Part Of Our History | Max Crépeau

In his two years in Los Angeles, the Canadian goalkeeper delivered grit, elite goalkeeping, and a pair of MLS Cup Final appearances to the Black & Gold

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When John Thorrington welcomed Maxime Crépeau to Los Angeles almost two years ago, LAFC’s Co-President & General Manager made one guarantee: “We know he is committed to winning.” The Club could not have known at the time just how committed Crépeau was.

Today, as the 29-year-old goalkeeper officially departs LAFC, the legacy he leaves behind is one of competitive excellence, leadership, and unrivaled resilience. The words “Club Legend” are thrown around often, but that phrase was coined for men like Crépeau, not just because of his play, but because of the example he set, and the brotherhood he helped foster in LAFC’s changing room.

Fluent in three languages (English, French, and Spanish), Crépeau forged lasting bonds with teammates as diverse as Ryan Hollingshead, Dénis Bouanga, and Jesús Murillo. As the stakes increased late in LAFC’s record-setting 2023 campaign, Crépeau formed the base of a nearly impenetrable goal-protecting triangle that included center-backs Murillo, the stoic Colombian, and Italian legend Giorgio Chiellini.

Crépeau’s greatest on-field contribution to the club was his most unselfish—and most indicative of his character. In the 110th minute of LAFC’s MLS Cup final showdown with Philadelphia in November 2022, Union forward Cory Burke found himself all alone, racing toward LAFC’s goal, following the ball as it rolled in the same direction. The only obstacle between Burke and the potential Cup-winning goal was several yards away: Crépeau.

The Canadian’s reaction was immediate. He sprinted at Burke and executed an imperfect sliding tackle that erased the threat—and broke the two bones in Crépeau’s lower right leg.

As Crépeau was carted off the field, he exhorted his teammates with clenched fists. He raised a hand to let the 23,000 people who witnessed his injury firsthand know that he’d be fine. The most important task, in Crepeau’s mind, was for LAFC to finish the game and lift the Cup, which his teammates did in dramatic fashion.


It’s not a stretch to say that the most prestigious hardware in LAFC’s trophy case would not be there if not for Crépeau’s valorous, selfless effort at the moment of truth that day. His sacrifice not only cost Crépeau the remainder of that match, and a chance to raise the trophy with his friends (he celebrated with them over FaceTime from the hospital), it sidelined him for the 2022 World Cup in Qatar, where Crépeau would have fulfilled a lifelong dream by representing Canada on the game’s greatest stage. His injury led to a ten-month absence from LAFC’s first-team roster, a grueling period that Crépeau spent rehabilitating his surgically-repaired leg, coaxing it back to 100 percent, overcoming mental obstacles as well as physical.

He returned to LAFC’s Starting XI on September 16, 2023, helping secure a home victory over the Galaxy. Crépeau went on to start all 12 of the matches LAFC played after that date, a run that culminated in the Club’s second straight MLS Cup Final appearance. Over those twelve matches, LAFC conceded just nine total goals— 0.75 per game.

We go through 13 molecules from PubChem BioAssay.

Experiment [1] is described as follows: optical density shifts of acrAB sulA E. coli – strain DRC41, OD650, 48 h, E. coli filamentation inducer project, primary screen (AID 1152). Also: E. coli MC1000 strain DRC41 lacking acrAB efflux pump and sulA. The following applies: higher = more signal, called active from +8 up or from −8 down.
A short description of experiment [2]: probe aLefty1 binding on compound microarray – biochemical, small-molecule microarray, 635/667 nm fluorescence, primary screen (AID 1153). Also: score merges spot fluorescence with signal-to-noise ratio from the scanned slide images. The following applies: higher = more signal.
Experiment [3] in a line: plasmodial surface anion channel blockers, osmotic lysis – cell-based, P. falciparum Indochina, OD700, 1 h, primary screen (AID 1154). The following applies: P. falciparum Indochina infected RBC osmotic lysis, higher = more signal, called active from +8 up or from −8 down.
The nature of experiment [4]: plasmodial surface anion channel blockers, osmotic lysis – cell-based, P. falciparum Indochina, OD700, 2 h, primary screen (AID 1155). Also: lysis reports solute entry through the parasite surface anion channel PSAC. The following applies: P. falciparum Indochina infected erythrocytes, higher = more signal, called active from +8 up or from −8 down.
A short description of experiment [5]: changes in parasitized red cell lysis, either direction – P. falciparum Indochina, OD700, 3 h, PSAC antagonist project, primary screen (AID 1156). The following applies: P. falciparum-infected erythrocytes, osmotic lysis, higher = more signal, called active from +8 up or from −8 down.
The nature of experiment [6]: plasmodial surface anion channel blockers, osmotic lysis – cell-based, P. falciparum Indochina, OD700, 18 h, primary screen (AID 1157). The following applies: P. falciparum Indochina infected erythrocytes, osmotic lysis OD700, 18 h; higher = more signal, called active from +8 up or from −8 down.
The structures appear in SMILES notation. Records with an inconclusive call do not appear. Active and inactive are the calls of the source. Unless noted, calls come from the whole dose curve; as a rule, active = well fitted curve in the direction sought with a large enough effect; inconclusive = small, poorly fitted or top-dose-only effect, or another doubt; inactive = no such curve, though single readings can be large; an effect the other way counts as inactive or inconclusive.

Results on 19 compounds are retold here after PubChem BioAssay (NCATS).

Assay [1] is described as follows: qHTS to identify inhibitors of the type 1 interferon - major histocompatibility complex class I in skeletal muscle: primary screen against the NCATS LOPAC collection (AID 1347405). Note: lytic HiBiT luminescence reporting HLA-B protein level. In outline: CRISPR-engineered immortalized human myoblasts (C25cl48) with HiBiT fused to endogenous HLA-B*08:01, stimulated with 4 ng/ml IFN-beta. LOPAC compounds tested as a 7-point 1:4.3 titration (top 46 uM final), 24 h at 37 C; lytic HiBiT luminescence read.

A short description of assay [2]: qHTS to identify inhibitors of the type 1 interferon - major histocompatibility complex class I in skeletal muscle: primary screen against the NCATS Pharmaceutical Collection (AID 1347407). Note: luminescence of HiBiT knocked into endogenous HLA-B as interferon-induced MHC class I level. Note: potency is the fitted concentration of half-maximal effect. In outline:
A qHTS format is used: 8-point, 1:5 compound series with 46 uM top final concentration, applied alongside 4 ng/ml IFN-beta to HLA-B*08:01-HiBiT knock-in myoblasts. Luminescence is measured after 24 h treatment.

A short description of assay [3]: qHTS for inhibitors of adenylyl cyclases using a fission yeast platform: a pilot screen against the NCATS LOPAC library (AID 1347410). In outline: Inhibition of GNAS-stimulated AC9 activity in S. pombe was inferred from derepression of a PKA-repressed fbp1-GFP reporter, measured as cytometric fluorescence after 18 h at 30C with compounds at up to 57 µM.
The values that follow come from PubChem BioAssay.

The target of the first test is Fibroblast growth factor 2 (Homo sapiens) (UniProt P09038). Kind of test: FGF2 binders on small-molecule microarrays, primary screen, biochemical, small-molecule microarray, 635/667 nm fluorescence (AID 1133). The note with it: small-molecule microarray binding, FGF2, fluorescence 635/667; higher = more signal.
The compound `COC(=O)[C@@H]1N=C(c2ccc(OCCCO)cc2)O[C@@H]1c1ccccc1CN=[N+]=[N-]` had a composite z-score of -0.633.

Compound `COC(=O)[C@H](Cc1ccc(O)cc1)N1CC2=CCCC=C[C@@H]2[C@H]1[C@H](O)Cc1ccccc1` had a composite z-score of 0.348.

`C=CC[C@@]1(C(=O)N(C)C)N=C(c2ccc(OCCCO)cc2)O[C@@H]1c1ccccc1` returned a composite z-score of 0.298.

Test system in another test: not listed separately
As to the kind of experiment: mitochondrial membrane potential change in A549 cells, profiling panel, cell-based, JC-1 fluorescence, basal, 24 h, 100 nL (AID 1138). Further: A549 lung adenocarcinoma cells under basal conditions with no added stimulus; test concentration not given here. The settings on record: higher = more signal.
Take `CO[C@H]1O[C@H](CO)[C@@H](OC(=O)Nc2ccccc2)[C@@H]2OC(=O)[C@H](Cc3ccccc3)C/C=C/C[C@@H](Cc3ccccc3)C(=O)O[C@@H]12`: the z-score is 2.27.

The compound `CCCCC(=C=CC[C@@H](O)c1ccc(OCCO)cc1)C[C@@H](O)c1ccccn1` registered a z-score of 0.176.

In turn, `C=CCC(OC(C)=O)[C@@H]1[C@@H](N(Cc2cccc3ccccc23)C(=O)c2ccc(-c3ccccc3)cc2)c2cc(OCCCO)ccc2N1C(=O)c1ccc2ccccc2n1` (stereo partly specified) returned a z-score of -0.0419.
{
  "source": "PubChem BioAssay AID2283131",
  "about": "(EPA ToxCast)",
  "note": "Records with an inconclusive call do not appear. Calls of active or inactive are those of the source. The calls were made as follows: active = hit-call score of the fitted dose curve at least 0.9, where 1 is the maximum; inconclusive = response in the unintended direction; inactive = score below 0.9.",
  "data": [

In the playoffs, Crépeau led a defensive effort that held three straight opponents scoreless (Vancouver, Seattle, and Houston), and produced a streak of more than 350 minutes without conceding. Crepeau earned Man of the Match honors against the Sounders after making several acrobatic saves in the second half of LAFC’s 1-0 road win.

His greatest impact, however – the truest testament to his value as a person and player – took place when no one was around, on the days Crépeau spent battling back from his leg injury, days when it was just him and a physical therapist or two, sweating and straining in a silence broken only by Crepeau’s pained grunts. His character was further revealed when he took the field for LAFC2, the Club’s second team, in matches that were witnessed by just a few spectators, rebuilding his body and his confidence.

“We might have to be here for a half hour to let me talk about Max Crepeau,” defender Ryan Hollingshead said after Crépeau returned to the field against the Galaxy in September, ten months after his injury. “This guy is unbelievable in every sense of the word. His work ethic, his professionalism. The guy has been grinding for, you know, better part of a year now trying to get back on the field. There's not an ounce of ego in this guy. He's not afraid to step in and play with LAFC2. He's not afraid to go on a road trip to Timbuktu, with a rotating squad of guys that he knows 25 percent of their names …

“I think you’d see 95 percent of players in those moments, wanting to start with the first team, wanting to be the man again, wanting to get like thrown right back in the mix. And with Max, it was like, No, he would do anything he could to prepare himself, help the team be in the right spot when his name was called …

“I could go on all day but this guy. He is one of my favorite teammates I've ever played with.”

Men like Max Crépeau are rare; as rare as the impact he has had on LAFC and its legions of supporters during the incredible adventure story he helped write over the last two years.

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